Monday, September 26, 2016

Leaving It All Out There: The 2016 Richard S. Caliguri City of Pittsburgh Great Race

Feeling GREAT! (And loving my new CUCB arm warmers!)


If you've never run the Richard S. Caliguri City of Pittsburgh Great Race…what is WRONG WITH YOU?? This race is more than great. More than fantastic. It's amazing. I run it every year and I love it.

Things I love about the Great Race:

1. It starts at 9:30am. No 7:00am starts with a 5am wake-up call! I was able to roll out of bed at 7:30am, leisurely eat breakfast, drink my coffee, use the bathroom and get dressed. So relaxing. Perfect for race day.



2. It's mostly downhill. Not completely downhill, because this is still Pittsburgh. And mostly downhill is something to celebrate in this town. Yes, the race starts uphill, ok, I admit it. But that's a good wake-up. Then you get to roll down from Squirrel Hill past CMU into Oakland, chug up a gentle hill through Pitt, then down a nice hill onto the Blvd of the Allies and get a sweeping city view. Push up the hill at Duquesne and then you are literally downhill to the finish. Those downhills help my pace tremendously. It's perfect.

3. It's point to point. I love the feeling that I'm going somewhere. I love that when I'm done with a hill I'm DONE and I don't have to loop around it again - or, what would be even worse, turn around and GO BACK UP the hills we just went down.

4. It's a big race. Some people don't like running in crowds, but honestly, I don't mind. Big races mean pace groups, lots of water stops, plenty of people to pace off of, crowds cheering you on, and lots of people to pass. It can be hard to run on your own and having a crowd keeps you going. Well, it keeps me going. And a big race means extra features like getting your 5K split and 10K finish time texted right to you!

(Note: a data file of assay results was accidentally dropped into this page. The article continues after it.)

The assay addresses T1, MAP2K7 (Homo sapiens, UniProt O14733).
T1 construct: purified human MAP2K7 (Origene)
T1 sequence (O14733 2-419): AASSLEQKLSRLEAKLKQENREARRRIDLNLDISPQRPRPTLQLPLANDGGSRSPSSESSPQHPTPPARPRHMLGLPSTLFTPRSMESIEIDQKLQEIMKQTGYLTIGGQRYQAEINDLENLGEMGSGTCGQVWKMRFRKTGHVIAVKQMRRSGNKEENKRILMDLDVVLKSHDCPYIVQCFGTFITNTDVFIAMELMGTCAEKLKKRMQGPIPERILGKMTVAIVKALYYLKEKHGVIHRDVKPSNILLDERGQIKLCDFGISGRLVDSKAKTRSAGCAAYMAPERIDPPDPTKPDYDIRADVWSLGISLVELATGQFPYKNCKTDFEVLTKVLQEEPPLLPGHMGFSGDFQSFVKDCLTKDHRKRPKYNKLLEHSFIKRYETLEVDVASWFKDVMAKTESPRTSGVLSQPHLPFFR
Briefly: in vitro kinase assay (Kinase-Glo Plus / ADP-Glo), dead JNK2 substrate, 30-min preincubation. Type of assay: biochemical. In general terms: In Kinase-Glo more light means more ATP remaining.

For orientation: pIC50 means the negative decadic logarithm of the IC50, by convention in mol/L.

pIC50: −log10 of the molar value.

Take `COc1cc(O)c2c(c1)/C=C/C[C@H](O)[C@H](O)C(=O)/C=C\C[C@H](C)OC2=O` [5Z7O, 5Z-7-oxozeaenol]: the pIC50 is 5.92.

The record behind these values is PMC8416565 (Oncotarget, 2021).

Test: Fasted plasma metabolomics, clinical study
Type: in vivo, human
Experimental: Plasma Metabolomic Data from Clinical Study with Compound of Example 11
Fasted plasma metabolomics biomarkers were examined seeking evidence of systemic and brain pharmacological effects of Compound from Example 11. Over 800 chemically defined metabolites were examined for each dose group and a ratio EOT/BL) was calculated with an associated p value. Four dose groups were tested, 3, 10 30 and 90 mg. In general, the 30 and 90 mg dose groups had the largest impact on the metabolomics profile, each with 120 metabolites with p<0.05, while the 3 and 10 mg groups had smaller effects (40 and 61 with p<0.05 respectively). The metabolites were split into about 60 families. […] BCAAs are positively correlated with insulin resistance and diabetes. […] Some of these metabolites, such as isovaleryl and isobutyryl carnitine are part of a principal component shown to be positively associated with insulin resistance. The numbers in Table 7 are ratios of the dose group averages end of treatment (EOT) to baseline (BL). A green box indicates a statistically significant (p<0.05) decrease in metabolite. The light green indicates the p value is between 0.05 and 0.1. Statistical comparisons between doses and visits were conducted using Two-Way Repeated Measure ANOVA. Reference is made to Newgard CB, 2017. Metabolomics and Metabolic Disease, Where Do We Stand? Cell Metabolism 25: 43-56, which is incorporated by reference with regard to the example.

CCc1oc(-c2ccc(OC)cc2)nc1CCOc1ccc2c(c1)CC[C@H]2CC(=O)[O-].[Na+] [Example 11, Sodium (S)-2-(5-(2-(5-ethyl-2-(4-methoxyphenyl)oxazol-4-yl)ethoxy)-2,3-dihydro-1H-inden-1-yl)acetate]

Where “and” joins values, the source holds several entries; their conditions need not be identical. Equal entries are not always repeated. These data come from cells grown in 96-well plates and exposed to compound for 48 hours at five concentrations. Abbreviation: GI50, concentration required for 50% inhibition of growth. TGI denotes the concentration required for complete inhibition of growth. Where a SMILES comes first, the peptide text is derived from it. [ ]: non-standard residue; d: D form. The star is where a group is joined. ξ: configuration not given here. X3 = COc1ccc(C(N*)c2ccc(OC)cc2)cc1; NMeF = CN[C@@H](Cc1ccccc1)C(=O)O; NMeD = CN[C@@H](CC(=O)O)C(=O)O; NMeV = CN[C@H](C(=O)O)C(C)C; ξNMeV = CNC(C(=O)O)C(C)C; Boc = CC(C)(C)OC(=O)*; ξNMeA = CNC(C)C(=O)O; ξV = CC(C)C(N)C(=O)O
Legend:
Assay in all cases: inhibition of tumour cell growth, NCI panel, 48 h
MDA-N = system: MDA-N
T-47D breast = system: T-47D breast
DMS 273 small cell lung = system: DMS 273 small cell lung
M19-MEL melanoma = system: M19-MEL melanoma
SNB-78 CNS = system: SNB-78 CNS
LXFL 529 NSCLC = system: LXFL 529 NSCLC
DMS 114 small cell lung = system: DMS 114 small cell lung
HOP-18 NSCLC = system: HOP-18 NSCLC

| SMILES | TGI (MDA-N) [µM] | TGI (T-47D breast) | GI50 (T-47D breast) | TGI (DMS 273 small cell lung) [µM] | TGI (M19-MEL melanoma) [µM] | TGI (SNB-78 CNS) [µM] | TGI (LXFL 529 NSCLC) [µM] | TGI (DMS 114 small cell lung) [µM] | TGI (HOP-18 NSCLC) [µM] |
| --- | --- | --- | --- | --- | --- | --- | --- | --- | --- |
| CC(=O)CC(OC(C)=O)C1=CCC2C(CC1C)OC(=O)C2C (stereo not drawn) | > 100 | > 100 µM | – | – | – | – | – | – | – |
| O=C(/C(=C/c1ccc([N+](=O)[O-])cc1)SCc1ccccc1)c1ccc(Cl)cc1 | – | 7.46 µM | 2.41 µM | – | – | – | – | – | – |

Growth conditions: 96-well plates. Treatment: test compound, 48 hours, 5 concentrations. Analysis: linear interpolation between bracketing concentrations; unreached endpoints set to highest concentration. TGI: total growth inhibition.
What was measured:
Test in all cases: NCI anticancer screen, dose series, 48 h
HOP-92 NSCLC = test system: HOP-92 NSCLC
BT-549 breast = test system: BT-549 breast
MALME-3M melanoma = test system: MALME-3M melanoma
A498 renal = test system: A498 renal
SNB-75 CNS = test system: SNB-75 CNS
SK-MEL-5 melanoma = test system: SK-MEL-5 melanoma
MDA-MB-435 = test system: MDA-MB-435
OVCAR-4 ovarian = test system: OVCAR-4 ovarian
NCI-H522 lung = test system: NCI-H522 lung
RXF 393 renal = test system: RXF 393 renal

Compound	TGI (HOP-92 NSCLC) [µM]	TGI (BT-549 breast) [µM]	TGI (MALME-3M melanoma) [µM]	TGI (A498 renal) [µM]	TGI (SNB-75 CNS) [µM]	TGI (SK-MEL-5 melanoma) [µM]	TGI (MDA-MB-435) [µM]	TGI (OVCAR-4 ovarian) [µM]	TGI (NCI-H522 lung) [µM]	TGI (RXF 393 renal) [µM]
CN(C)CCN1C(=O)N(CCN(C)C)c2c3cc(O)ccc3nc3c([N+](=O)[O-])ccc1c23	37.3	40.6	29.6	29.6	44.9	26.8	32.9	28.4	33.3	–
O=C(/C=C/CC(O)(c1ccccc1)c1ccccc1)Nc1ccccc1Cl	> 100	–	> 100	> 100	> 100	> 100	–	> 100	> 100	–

5. It's in September. Spring races are a little tough for me because my winter training can be sabotaged by bad weather and short daylight. Fall races are usually better because I'm coming off a summer chock full of cross training and good mileage. And September is my lucky month.



6. It's in my adopted hometown. This may not seem like such a big deal, but when you're a running mom, it's really handy to have a wonderful race like this nearby. I love that there are so many friends willing to help take care of the kids so my husband and I can run this together. We have a little routine that includes a bathroom break at a donut shop in Squirrel Hill, a traditional selfie before the race, and he always seems to find me right after I finish no matter how big the crowd is.

I worried about this race, frankly, because the week leading up to the race was focused mainly on writing. I had a huge idea I needed to get down on paper. That meant staying up later than I wanted to and missing some easy taper runs. But sometimes the needs of the writing mom outweigh the needs of the running mom. Friday I had an excellent run with a friend when we looped North Park lake. The word that kept popping into my head on that run was "restorative." I felt like my reserves had been refilled.

This year's race was my third fastest Great Race time, but second fastest post-baby time: 51:13, about 8:14 or 8:15 average pace.

In 2012, I ran my PR of 46:17 and in 1998 (before kids) I ran a 50:33. My mile splits were relatively even and when I crossed the mat at the 5K, my finish time prediction was right on!

5K Split Text

10K Finish Text


When I got home, I told my boys I left it all out on the race course. And I did. Every mile I ran my best and I don't think there is a spot in the race where I think I could've done better or pushed harder. I feel like I ran smart and I'm very proud of my finish. I hate those races where I feel strong and move quick for the first 75% and absolutely die for the last 25%. That did not happen yesterday. I used my first mile as warm-up then pushed hard through each subsequent mile to keep my cadence close to 90 and my pace strong. 

So, like I said to my boys, I left it all out there yesterday. And I told them I wanted to see them leave it all out there in their activities. 

And now I'm telling you: Leave it all out there. Do your best. Be proud of yourself. 

Have a great race.